Thursday, April 17, 2014

Jefferson Davis' 1884 Speech to Mississippi Legislature

Prattville Dragoons Communications Officer Tyrone Crowley again portrayed Jefferson Davis at a Confederate Memorial program in Fairhope AL on Sunday April 6th.  A service was held at the beautiful Point Clear Episcopal Church where a Roll Call was made and Tyrone provided a reenactment of Davis' speech, one of his final speeches providing an analysis of the basis for secession and the creation of the Confederate States of America and expressing an appreciation and admiration of the sacrifices those in the South and Mississippi endured in their pursuit of independence.  Following the service at the Episcopal Church, all went to the Confederate Rest cemetery at Point Clear for a musket salute and laying of commemorative flowers and wreath.

The following is Davis' speech:

Davis, Jefferson - Speech Before (a joint session of) the Mississippi Legislature in Jackson, Mississippi - 10 March 1884
FRIENDS AND BRETHREN OF MISSISSIPPI:  In briefest terms, but with deepest feeling, permit me to return my thanks for the unexpected honor you have conferred on me. ...
            We are now in a transition state, which is always a bad one, both in society and in nature.  What is to be the result of the changes which may be anticipated it is not possible to forecast, but our people have shown such fortitude and have risen so grandly from the deep depression inflicted upon them, that it is fair to entertain bright hopes for the future.  Sectional hate concentrating itself upon my devoted head, deprives me of the privileges accorded to others in the sweeping expression of "without distinction of race, color or previous condition," but it cannot deprive me of that which is nearest and dearest to my heart, the right to be a Mississippian and it is with great gratification that I received this emphatic recognition of that right by the representatives of our people.  Reared on the soil of Mississippi, the ambition of my boyhood was to do something which would redound to the honor and welfare of the State.  The weight of many years admonishes me that my day for actual service has passed, yet the desire remains undiminished to see the people of Mississippi prosperous and happy and her fame not unlike the past, but gradually growing wider and brighter as years roll away.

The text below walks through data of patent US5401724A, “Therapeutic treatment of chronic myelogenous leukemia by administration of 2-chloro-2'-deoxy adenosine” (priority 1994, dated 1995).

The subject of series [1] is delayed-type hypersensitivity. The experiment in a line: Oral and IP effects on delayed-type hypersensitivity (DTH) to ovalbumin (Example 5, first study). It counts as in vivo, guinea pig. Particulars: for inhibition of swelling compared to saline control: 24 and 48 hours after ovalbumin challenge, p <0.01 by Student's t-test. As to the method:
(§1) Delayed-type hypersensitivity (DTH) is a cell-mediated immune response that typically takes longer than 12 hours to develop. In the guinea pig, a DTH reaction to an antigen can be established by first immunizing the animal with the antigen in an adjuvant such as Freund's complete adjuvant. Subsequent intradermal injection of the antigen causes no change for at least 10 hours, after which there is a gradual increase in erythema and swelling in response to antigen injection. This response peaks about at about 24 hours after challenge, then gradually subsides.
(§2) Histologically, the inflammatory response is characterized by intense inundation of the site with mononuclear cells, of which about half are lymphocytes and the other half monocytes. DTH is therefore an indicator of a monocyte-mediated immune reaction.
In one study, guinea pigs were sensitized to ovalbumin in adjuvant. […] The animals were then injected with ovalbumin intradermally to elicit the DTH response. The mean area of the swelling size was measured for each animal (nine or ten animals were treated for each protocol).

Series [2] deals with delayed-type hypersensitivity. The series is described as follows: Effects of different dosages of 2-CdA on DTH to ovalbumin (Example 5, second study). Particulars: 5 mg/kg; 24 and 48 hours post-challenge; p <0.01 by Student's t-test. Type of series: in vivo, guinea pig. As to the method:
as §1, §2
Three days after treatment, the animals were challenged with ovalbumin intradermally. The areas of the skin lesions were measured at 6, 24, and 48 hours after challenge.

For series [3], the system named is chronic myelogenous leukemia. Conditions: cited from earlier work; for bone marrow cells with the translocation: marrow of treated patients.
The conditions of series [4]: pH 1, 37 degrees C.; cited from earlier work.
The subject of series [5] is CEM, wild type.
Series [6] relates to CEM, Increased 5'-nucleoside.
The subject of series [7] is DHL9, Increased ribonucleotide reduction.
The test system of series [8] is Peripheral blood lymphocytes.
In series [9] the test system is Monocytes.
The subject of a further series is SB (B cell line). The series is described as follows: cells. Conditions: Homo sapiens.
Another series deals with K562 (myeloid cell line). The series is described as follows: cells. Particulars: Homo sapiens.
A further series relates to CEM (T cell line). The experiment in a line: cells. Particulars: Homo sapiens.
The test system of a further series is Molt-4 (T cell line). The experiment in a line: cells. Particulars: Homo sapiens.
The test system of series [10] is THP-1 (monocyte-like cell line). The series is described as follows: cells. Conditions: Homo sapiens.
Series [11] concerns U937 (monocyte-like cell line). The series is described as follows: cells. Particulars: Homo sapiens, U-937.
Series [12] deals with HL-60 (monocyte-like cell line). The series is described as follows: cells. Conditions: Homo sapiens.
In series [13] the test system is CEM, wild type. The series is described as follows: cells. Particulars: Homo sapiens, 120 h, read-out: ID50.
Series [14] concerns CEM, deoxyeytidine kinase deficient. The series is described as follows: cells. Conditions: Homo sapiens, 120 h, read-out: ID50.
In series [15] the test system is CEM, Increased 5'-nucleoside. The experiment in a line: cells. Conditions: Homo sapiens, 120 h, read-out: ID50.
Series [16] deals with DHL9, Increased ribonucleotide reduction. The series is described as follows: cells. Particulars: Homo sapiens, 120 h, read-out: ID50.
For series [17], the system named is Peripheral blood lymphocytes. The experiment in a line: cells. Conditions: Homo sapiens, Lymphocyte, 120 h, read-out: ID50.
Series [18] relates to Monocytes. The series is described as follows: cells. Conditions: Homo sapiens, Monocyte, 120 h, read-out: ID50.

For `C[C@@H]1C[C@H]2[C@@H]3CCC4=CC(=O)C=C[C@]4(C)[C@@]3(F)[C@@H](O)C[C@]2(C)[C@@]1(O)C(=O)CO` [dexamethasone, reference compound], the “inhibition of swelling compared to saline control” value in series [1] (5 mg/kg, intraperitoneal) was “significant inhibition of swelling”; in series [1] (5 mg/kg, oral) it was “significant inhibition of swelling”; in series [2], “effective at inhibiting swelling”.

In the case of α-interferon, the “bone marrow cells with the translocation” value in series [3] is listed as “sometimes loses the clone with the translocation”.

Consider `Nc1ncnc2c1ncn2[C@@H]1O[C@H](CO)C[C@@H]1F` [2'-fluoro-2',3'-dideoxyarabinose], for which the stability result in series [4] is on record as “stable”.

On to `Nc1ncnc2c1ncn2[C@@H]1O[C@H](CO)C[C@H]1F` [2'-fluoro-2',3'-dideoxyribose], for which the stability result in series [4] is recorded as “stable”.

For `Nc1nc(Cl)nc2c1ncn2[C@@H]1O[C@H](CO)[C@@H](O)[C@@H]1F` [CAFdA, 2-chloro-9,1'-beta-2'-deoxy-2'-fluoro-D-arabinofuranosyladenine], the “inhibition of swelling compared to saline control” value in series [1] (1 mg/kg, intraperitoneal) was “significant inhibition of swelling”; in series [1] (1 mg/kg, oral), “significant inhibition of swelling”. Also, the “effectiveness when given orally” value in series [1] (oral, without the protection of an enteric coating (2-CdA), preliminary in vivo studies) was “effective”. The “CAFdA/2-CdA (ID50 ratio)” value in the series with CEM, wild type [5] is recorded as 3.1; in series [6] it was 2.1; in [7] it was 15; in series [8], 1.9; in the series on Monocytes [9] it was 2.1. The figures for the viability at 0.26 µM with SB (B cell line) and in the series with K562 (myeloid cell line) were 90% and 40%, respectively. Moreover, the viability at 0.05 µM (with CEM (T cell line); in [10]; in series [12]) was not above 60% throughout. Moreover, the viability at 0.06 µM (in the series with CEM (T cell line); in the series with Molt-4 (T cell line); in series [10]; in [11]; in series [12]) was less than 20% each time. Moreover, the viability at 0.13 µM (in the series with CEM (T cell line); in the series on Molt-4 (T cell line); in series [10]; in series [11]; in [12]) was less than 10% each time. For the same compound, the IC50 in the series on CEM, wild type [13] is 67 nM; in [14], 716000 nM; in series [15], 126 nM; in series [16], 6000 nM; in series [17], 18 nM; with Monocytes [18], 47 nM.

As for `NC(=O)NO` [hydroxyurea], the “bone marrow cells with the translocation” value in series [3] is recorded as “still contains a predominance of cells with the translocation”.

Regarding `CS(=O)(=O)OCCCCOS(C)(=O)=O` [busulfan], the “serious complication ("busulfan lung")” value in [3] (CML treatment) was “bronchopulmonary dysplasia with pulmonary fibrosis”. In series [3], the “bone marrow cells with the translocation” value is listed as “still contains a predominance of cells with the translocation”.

'Tis been said that I should apply to the United States for a pardon, but repentance must precede the right of pardon, and I have not repented.  Remembering as I must all which has been suffered, all which has been lost, disappointed hopes and crushed aspirations, yet I deliberately say, if it were to do over again, I would again do just as I did in 1861.  No one is the arbiter of his own fate.  The people of the Confederate States did more in proportion to their numbers and means than was ever achieved by any in the world's history.  Fate decreed that they should be unsuccessful in the effort to maintain their claim to resume the grants made to the Federal Government.  Our people have accepted the decree; it therefore behooves them, as they may, to promote the general welfare of the Union to show the world that hereafter, as heretofore, the patriotism of our people is not measured by lines of latitude and longitude, but is as broad as the obligations they have assumed and embraces the whole of our oceanbound domain.  Let them leave to their children and children's children the grand example of never swerving from the path of duty, and preferring to return good for evil rather than to cherish the unmanly feeling of revenge.  But never question or teach your children to desecrate the memory of the dead by admitting that their brothers were wrong in the effort to maintain the sovereignty, freedom and independence which was their inalienable birthright.  (R)emembering that the coming generations are the children of the heroic mothers whose devotion to our cause in its darkest hour sustained the strong and strengthened the weak, I cannot believe that the cause for which our sacrifices were made can ever be lost, but rather hope that those who now deny the justice of our asserted claims will learn from experience that the fathers builded wisely and the Constitution should be constructed according to the commentaries of the men who made it.
            It having been previously understood that I would not attempt to do more than to return my thanks, which are far deeper than it would be possible for me to express, I will now, Senators and Representatives, and to you ladies and gentlemen, who have honored me by your attendance, bid you an affectionate, and it may be, a last farewell.
Confederate Honor Guard Answering to Roll Call of Confederate Dead
Tyrone Crowley Presenting Jefferson Davis' Speech to the Mississippi Legislature

UDC and SCV Participants in Memorial Service at Confederate Rest Cemetery

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